North Saanich council Monday approved $2,400 for washrooms operated by the Saanich Peninsula Chamber of Commerce, but not before some councillors criticized the chamber and the provincial government.
The funding comes in response to a letter from chamber president Katie Kroeker saying that the chamber would be forced to close washrooms near its offices unless the three Peninsula municipalities contribute $2,400 each for their maintenance. North Saanich officially joins Sidney in supporting the request from the chamber, while Central Saanich has also signalled its support.
While Coun. Heather Gartshore said she was happy to provide the money, she said she was also a “little ticked to receive the letter,” in challenging the chamber’s claim that North Saanich had eventually provided funding for the washrooms after “several requests” from the chamber.
“The request came to North Saanich council once, and after one request we provided the funding,” she said. “So you know, another time it might be nice to says ‘thanks for providing the funding, and by the way, we are also asking you for additional funding for cleaning toilets that don’t belong to you and aren’t even on municipal property.’”
Coun. Jack McClintock, the lone official voice of opposition, questioned claims by the chamber that closing the washrooms would hurt local commerce, focusing on a section of the letter making an economic argument for keeping the washrooms open.
It states that if “local tradespeople need to take a further 15 minutes out of their day to find a new washroom location, at a $60 per hour charge out rate, that would cost local businesses $3,600 in lost revenue per year per employee. If there are 100 tradespeople using the washroom each day, that is $360,000 in business revenue lost.”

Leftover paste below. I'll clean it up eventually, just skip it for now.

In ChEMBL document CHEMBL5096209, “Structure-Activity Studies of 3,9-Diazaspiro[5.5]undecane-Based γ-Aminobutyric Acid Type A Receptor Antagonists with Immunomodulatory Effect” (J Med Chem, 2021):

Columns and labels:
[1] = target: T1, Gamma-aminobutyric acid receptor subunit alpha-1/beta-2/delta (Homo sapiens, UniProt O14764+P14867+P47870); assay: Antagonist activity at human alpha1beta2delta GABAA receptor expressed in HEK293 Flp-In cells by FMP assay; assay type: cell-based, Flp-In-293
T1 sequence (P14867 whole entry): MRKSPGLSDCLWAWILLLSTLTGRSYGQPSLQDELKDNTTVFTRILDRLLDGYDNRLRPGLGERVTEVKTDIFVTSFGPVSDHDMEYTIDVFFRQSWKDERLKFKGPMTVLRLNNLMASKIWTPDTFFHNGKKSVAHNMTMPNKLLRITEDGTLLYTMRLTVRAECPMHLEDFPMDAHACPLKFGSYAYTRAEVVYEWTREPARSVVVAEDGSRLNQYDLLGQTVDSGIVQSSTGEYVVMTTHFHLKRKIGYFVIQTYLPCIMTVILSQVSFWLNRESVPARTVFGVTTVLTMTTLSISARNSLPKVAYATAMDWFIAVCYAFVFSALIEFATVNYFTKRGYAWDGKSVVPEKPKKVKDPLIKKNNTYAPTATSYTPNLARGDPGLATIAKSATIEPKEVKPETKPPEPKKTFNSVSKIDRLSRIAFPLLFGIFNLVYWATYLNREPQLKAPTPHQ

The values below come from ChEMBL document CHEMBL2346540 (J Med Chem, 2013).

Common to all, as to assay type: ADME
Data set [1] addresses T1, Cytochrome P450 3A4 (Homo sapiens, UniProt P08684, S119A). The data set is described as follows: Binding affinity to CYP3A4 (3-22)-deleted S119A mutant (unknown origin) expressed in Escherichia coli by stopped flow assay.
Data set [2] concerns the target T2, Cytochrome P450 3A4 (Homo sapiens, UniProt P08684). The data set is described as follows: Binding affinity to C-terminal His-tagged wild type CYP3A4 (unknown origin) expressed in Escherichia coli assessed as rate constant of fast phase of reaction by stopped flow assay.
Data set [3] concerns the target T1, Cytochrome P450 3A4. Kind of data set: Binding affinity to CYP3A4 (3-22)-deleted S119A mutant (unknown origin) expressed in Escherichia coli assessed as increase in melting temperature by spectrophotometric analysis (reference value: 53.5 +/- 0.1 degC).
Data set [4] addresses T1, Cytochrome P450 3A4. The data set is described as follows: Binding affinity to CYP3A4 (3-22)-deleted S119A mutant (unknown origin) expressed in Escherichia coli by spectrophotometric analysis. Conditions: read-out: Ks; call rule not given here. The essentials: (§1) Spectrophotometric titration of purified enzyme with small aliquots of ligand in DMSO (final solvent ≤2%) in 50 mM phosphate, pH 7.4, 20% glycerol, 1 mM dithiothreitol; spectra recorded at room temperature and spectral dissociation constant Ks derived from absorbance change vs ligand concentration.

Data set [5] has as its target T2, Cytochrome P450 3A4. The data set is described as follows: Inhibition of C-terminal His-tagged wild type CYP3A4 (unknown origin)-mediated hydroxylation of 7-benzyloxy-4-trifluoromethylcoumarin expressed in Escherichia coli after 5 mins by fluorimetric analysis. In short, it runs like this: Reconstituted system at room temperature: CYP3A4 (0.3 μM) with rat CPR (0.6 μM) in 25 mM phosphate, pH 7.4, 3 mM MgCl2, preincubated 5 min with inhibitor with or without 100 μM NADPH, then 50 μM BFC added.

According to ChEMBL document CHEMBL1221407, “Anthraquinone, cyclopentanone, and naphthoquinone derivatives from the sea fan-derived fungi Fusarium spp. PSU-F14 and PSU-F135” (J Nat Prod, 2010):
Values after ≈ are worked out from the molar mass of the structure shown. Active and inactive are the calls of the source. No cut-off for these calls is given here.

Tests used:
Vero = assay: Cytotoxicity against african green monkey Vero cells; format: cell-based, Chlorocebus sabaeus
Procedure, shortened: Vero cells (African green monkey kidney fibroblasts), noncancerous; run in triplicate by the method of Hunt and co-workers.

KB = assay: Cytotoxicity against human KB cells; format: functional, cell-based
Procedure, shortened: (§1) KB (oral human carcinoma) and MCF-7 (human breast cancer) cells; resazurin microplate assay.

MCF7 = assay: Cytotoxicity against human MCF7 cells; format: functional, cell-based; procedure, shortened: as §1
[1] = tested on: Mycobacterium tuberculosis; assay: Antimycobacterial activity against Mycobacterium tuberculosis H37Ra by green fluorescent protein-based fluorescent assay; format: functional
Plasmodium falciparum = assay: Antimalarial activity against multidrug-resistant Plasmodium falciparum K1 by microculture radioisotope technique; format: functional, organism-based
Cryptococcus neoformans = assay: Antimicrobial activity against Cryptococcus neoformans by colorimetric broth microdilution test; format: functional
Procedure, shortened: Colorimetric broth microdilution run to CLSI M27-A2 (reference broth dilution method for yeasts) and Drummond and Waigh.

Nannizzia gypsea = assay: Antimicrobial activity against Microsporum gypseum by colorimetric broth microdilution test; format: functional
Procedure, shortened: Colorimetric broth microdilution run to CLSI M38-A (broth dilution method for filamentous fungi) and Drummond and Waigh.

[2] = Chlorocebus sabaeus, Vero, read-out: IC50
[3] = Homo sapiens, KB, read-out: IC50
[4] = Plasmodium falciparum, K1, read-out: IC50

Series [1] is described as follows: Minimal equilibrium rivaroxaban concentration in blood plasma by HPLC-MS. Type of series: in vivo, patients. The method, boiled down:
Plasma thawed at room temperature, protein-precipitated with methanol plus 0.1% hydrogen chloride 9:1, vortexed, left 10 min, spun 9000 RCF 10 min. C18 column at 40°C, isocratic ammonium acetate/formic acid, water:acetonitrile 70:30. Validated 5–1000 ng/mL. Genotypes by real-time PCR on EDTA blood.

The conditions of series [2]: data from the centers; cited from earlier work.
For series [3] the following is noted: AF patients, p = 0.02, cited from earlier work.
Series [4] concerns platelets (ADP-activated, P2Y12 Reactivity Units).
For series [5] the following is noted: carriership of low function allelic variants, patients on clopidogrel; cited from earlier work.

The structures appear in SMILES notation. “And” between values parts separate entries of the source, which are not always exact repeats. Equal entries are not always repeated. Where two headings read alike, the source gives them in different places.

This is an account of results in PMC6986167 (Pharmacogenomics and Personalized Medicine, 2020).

McClintock said it is up to businesses (not the chamber) to provide washrooms for their employees.
Coun. Patricia Pearson broadly agreed with these comments, but also acknowledged the benefits of having those washrooms open. “I’m sure that the washroom facility is appreciated by many in the area,” she said.
Coun. Celia Stock pointed out earlier that the area is one of the entry points to Vancouver Island in framing the support as a matter of public health and safety.
Another looming issue concerns the role of the province as the public heard staff accuse the province of downloading the cost of washroom maintenance onto the municipality.
Mayor Geoff Orr said the province should pick up some of the cost, in pointing to the chamber’s application to make the larger area a designated rest stop.
Speaking to the Peninsula News Review after the vote, Kroeker said the chamber is “grateful for the understanding and timely approval of the funding request” from the three municipalities. “This funding is vital to ensure that our washrooms can remain open safely and in compliance with (COVID-19) cleaning standards.”
When asked about the comments by Gartshore and McClintock, Kroeker said “there were questions and comments posed by members of the North Saanich council that suggest we could provide supplemental information and we have reached out directly to address them.”
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